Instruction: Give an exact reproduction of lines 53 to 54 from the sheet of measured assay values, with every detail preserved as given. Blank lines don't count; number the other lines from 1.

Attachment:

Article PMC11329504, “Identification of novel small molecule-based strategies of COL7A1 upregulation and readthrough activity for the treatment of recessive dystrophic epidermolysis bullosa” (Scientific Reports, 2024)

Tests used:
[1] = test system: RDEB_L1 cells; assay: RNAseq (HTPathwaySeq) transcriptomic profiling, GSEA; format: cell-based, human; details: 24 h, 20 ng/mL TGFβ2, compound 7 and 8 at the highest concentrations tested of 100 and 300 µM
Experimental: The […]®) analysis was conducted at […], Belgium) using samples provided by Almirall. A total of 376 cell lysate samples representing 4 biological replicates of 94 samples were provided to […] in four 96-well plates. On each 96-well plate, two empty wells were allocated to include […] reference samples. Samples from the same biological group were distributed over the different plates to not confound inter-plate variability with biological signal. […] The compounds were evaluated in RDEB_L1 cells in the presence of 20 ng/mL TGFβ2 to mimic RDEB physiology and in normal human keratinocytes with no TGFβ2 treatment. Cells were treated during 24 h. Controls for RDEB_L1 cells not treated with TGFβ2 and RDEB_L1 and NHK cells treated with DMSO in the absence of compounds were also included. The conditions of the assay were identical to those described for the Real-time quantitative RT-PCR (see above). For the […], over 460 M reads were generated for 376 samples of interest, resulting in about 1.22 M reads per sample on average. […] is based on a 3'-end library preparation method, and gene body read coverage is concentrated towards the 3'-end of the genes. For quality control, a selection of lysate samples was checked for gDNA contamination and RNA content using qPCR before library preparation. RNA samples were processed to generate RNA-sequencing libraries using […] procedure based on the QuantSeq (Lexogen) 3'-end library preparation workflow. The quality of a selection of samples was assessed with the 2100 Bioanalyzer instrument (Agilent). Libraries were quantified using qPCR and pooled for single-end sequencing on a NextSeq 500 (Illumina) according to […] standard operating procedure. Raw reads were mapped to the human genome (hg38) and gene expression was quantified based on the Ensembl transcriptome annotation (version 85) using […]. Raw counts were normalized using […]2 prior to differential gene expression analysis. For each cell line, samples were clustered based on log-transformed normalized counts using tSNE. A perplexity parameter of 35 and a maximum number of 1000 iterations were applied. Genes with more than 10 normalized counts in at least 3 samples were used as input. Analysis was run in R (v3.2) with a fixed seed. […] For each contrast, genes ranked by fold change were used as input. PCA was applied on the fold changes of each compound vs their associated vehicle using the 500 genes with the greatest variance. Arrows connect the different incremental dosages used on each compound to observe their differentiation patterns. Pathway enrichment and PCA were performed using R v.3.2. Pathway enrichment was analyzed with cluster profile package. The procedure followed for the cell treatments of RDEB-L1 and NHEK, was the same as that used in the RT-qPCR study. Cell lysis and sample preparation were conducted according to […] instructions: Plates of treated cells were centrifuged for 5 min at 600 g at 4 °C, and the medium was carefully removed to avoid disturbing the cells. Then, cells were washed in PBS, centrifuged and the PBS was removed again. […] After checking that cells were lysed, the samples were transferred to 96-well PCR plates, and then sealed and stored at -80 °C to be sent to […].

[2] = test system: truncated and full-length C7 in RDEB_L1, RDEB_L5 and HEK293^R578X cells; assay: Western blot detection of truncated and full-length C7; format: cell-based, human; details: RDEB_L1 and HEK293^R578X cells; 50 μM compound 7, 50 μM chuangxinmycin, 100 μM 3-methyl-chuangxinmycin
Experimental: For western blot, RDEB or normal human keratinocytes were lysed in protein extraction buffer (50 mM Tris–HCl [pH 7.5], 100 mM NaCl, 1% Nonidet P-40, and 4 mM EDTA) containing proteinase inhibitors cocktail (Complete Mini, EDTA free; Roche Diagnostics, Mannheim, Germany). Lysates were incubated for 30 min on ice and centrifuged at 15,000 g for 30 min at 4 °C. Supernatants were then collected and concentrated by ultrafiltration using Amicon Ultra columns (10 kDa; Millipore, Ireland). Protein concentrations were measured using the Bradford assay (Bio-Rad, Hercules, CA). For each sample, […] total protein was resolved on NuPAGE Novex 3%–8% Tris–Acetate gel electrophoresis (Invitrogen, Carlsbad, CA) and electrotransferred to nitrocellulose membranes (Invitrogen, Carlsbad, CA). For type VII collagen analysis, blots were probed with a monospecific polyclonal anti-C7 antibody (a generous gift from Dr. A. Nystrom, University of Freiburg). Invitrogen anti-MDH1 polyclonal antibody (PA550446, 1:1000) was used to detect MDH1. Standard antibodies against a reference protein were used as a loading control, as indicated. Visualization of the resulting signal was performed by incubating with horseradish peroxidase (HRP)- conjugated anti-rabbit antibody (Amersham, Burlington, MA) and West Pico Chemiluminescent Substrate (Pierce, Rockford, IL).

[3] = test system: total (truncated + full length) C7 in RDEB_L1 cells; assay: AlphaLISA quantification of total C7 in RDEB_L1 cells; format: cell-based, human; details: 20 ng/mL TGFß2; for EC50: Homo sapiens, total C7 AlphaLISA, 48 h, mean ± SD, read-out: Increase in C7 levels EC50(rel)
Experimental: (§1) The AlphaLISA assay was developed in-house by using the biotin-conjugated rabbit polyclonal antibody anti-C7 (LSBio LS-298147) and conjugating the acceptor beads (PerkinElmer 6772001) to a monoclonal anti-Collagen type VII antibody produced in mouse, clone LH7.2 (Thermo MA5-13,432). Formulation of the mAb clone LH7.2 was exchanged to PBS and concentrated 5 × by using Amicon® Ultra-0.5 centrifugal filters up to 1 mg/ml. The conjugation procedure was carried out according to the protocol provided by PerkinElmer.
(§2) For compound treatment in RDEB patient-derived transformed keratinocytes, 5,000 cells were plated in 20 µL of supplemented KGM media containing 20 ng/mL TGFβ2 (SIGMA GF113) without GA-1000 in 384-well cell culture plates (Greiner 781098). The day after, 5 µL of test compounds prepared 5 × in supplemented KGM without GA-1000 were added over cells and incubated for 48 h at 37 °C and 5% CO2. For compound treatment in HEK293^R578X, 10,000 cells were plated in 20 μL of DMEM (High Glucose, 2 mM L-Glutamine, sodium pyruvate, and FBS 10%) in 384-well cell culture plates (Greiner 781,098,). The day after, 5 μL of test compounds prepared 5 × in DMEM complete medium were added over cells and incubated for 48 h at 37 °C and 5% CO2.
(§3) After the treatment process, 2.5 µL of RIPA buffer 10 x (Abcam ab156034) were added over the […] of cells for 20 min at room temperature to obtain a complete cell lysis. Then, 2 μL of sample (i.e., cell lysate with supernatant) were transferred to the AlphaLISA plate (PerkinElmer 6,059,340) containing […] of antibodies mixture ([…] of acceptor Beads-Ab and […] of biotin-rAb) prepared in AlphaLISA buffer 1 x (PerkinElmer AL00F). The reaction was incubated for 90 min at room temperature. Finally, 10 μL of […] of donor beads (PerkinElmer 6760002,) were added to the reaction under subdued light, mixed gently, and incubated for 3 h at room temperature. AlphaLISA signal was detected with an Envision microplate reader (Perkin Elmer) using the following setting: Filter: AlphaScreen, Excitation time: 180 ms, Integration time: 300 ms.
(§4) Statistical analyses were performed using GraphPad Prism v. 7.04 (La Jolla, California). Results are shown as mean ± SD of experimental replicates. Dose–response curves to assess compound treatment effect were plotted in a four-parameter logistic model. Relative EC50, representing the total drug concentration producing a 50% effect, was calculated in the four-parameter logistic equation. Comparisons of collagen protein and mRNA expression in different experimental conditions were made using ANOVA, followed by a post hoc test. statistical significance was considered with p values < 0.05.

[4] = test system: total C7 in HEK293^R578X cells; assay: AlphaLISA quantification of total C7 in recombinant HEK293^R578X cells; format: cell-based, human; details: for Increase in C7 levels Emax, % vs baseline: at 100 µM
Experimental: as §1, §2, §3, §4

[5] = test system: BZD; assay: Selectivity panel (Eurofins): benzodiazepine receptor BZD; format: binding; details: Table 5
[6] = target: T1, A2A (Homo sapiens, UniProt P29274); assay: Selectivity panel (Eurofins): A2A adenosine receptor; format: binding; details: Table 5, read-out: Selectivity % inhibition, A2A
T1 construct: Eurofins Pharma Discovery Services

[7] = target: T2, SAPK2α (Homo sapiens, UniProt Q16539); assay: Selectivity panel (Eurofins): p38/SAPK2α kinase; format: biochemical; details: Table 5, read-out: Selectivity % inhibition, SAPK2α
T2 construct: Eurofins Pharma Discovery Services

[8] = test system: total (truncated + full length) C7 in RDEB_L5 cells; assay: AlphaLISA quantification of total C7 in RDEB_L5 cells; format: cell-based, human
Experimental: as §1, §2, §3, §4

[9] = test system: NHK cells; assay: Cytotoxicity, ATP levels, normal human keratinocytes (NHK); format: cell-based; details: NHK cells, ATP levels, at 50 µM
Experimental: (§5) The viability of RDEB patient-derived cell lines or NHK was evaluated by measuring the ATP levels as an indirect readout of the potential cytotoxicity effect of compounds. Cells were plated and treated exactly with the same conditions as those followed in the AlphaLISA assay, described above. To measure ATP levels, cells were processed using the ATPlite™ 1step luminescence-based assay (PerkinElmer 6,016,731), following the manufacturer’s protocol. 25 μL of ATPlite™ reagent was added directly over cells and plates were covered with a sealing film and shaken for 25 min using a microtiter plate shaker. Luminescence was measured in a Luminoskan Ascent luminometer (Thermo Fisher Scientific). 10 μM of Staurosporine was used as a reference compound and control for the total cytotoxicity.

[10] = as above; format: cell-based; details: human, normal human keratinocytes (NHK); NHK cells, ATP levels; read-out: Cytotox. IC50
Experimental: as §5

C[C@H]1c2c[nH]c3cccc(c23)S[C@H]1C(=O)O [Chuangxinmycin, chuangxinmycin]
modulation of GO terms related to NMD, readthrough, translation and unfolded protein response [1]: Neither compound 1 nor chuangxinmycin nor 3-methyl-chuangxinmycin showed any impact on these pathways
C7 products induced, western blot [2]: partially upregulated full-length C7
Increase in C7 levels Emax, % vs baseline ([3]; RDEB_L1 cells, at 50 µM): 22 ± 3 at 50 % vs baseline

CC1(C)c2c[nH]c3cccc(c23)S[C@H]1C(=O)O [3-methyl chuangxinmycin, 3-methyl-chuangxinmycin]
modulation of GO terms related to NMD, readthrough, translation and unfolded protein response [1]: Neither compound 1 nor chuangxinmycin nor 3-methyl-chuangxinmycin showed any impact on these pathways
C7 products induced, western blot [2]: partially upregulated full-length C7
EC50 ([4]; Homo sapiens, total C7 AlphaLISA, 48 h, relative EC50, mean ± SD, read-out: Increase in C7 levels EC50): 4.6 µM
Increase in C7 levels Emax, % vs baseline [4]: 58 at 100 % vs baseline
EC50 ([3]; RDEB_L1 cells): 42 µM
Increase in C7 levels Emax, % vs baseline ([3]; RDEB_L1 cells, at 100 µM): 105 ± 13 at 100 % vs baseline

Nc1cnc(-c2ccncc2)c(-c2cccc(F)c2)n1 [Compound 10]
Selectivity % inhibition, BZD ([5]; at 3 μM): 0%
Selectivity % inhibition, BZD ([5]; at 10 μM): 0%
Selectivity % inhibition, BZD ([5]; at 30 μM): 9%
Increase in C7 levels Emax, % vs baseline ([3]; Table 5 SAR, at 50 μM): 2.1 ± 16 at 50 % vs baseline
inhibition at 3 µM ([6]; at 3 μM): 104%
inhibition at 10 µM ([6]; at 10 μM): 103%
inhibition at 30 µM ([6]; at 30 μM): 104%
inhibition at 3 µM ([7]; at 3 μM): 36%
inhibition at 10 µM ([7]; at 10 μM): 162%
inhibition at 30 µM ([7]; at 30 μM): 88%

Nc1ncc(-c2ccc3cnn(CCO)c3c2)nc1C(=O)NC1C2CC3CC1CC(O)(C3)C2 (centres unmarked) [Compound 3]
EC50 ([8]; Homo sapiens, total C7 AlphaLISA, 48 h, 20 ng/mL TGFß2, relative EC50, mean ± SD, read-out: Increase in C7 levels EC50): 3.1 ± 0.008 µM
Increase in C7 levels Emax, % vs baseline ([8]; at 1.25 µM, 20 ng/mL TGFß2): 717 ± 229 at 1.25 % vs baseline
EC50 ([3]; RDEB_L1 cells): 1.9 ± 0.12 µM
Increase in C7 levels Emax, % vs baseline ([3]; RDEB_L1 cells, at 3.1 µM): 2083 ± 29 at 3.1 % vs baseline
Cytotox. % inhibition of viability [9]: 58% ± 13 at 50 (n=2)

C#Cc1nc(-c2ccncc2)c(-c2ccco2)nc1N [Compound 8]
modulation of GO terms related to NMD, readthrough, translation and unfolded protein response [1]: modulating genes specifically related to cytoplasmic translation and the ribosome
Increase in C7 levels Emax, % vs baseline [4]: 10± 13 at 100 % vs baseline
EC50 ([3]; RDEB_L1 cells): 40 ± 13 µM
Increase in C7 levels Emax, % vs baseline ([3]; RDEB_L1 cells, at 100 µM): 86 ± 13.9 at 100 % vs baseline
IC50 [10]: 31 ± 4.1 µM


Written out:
C#Cc1nc(-c2ccncc2)c(-c2ccco2)nc1N [Compound 8]
modulation of GO terms related to NMD, readthrough, translation and unfolded protein response [1]: modulating genes specifically related to cytoplasmic translation and the ribosome